BiblioPile Press: When your career matters.
The Art of Negotiating Compensation
By Terry Pile
“I’ve got all the money I’ll ever need if I die by four o’clock.” – Henny Youngman
Negotiating your salary for a new job can be an emotional issue. When it comes to attaching a dollar amount to your worth, it is difficult to separate ego from the market place. It doesn’t have to be that way if you have done your research and take a strategic approach to negotiating compensation.
The challenge is to save the salary discussion until you have received an offer. With an offer on the table, you know the employer wants you and will be more amenable to negotiating. Mercer Islander Patricia V. is a senior consultant at the executive search firm. Her advice to clients is, “Don’t give them the advantage of knowing your salary. It’s like playing a game of poker, but the employer won’t bet until he sees your hand.”
Easier said than done? Here are some tried and true strategies to delay the salary discussion. I call it the ART of negotiation. Avoid the subject. Reverse the question. Tell a range. The strategies work like this:
Avoid the subject: When asked about your salary requirement, a simple response such as, “My requirements are flexible,” or “My salary is negotiable,” may be enough to move the conversation along. However, most interviewers will push a little harder for a response. You may explain that it is difficult to answer the salary question until you know more about the scope of the job and responsibilities involved. If you are asked specifically what you made in your last job, you might point out that the salary you made in your previous position isn’t applicable to the one for which you are interviewing. It may be the market has changed or the responsibilities are quite different.
Reverse the question: Many interviewers will continue to probe for an answer to the salary question. Don’t fall for the bait. Your next course of action is to get the employer to state a number. Respond by asking, “What is the range you normally pay for this position?” or “What do you consider this position to be worth?” If the interviewer does offer a range, conceal your joy or dismay and simply acknowledge that the range is “within the ballpark.” If the range is higher than you expected, you don’t want to appear too eager. If it is lower, there may be aspects of the job or benefits that you can negotiate to make the compensation package work for you.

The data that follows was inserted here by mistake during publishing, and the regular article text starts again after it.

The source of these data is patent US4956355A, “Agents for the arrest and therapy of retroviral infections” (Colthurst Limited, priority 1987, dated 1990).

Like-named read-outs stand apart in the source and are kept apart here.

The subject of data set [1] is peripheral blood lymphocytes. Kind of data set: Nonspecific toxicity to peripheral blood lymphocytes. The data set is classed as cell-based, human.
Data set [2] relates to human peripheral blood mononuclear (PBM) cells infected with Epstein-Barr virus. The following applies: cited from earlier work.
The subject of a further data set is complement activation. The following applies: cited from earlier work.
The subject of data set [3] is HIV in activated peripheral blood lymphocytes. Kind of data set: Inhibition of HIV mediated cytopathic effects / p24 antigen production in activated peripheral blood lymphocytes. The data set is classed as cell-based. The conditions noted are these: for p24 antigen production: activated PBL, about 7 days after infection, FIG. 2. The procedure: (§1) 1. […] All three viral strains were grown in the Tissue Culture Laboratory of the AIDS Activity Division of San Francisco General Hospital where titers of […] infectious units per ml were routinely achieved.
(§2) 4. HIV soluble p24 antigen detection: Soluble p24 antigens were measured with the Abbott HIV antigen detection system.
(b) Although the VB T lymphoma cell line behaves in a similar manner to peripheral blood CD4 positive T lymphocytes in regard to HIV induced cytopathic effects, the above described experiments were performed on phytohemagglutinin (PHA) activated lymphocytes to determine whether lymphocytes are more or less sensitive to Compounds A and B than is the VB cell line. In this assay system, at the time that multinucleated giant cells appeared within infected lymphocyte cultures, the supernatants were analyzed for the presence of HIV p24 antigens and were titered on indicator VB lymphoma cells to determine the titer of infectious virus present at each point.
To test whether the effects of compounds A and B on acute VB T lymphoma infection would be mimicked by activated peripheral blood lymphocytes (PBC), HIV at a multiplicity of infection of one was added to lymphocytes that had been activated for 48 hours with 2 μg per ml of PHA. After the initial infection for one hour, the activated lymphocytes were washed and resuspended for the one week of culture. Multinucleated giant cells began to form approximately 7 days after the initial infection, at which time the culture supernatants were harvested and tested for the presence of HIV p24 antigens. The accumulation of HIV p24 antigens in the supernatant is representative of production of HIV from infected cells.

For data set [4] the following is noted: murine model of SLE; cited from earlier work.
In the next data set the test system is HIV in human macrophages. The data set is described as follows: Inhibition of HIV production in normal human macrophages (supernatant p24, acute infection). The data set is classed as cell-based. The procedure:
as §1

Patricia V. reminds her clients that prior to an interview, “Do your research and know what you’re worth in the market. This way you will know if the employer’s first offer is a lowball or fair and well thought out.”
Tell a range: In some cases you will be forced to mention a salary figure first. With the wealth of knowledge floating through cyberspace, there is no excuse for not knowing what you are worth in the marketplace for a specific job. A good place to start online is www.payscale.com which provides labor market information. Other good online resources are www.salary.com or www.indeed.com. Most give you national, regional and local comparisons. Many professional and trade associations conduct a salary survey every year or two among their members and should be consulted as a part of your research. Better yet, call the human resources department and ask for the salary range of the job for which you are considering. Many will give you that information up front. By talking to current and former employees you will also find out whether the company’s salary and benefits are above or below market rate.
Patricia V. advises her clients that, “It‘s not all about money. Take into account the total compensation package.” There are many other benefits that may be negotiated in addition to salary. Consider a signing bonus, extra vacation time or telecommuting one day a week. If you are covered under your spouse or partner’s medical plan, some employers will allow you to waive your medical benefits and increase your base salary. Consider asking the employer to pay for additional training, professional dues and subscriptions or attendance at conferences and workshops. This is not only a generous perk, but will enhance your career. Relocation expenses, a company car, parking, dues to a health club, cell phone, laptop computer are additional items to negotiate.
Most important, consider the job itself and the career potential. Having a job that gives you great satisfaction may be worth more than any employer can afford to pay.